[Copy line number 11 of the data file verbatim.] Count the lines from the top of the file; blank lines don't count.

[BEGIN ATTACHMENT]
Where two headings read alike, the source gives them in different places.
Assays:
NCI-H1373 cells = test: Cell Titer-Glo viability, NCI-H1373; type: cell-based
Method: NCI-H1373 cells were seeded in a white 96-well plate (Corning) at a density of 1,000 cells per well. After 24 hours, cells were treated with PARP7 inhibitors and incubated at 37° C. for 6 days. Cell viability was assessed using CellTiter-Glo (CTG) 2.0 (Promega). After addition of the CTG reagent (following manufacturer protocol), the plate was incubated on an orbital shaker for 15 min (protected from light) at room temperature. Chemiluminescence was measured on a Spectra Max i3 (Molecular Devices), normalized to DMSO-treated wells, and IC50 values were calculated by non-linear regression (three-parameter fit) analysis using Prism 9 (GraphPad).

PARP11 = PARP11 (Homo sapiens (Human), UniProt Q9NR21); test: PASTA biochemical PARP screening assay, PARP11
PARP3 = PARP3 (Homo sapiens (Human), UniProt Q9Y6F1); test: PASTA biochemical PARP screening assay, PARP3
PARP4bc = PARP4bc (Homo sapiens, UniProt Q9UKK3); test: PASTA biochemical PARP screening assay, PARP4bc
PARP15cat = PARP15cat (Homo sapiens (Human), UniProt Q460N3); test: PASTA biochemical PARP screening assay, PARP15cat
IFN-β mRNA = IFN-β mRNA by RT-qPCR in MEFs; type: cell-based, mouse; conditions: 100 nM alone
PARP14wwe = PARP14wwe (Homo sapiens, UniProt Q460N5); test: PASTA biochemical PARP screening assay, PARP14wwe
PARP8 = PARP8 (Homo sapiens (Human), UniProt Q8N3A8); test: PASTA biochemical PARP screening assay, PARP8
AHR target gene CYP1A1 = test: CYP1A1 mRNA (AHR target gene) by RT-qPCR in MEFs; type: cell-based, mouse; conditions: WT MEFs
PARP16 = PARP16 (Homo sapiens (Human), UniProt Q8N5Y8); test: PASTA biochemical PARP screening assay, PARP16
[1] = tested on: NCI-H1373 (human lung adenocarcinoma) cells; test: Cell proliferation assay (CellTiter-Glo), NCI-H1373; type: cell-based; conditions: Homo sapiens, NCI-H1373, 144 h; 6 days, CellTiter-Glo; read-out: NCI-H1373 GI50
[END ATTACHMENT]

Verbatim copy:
PARP8 = PARP8 (Homo sapiens (Human), UniProt Q8N3A8); test: PASTA biochemical PARP screening assay, PARP8